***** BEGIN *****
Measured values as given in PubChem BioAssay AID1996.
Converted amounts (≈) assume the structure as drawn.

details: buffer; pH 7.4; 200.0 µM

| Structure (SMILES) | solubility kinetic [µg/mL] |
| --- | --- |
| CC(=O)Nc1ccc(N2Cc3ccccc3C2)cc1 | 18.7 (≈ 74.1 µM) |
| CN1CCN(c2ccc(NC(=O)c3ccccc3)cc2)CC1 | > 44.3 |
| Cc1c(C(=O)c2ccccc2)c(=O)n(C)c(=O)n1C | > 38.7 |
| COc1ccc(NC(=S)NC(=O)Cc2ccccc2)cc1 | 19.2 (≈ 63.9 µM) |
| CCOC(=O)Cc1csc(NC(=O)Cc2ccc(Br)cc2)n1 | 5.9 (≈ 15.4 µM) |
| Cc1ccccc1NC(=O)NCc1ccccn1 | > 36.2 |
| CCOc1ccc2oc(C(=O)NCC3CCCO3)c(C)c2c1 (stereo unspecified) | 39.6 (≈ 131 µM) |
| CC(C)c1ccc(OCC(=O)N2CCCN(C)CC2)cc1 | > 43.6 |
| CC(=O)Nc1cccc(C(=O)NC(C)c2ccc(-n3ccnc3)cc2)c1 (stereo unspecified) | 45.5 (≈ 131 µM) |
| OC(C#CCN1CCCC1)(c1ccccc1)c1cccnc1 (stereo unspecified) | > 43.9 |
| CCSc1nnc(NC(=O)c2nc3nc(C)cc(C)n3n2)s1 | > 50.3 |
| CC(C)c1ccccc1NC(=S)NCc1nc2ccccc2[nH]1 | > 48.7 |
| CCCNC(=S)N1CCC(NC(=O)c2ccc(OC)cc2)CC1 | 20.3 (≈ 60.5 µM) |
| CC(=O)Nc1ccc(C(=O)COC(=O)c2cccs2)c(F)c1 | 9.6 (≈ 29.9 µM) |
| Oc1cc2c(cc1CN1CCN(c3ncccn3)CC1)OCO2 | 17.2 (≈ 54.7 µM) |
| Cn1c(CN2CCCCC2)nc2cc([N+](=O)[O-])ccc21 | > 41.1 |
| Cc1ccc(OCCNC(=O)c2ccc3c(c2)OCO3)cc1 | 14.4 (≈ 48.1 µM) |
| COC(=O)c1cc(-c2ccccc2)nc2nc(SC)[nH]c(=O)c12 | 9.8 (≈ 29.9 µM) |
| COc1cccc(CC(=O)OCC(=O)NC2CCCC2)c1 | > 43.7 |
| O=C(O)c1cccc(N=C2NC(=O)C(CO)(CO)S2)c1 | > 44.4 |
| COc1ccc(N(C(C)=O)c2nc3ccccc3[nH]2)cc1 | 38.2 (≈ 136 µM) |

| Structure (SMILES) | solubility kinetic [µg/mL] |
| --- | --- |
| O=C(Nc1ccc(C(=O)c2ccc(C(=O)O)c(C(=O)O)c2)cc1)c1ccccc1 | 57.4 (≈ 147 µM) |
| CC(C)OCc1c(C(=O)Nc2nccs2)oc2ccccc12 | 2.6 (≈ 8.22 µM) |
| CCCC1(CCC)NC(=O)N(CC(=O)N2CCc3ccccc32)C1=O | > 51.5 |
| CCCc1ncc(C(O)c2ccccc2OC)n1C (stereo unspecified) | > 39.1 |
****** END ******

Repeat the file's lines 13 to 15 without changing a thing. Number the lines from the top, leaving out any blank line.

| CC(C)c1ccc(OCC(=O)N2CCCN(C)CC2)cc1 | > 43.6 |
| CC(=O)Nc1cccc(C(=O)NC(C)c2ccc(-n3ccnc3)cc2)c1 (stereo unspecified) | 45.5 (≈ 131 µM) |
| OC(C#CCN1CCCC1)(c1ccccc1)c1cccnc1 (stereo unspecified) | > 43.9 |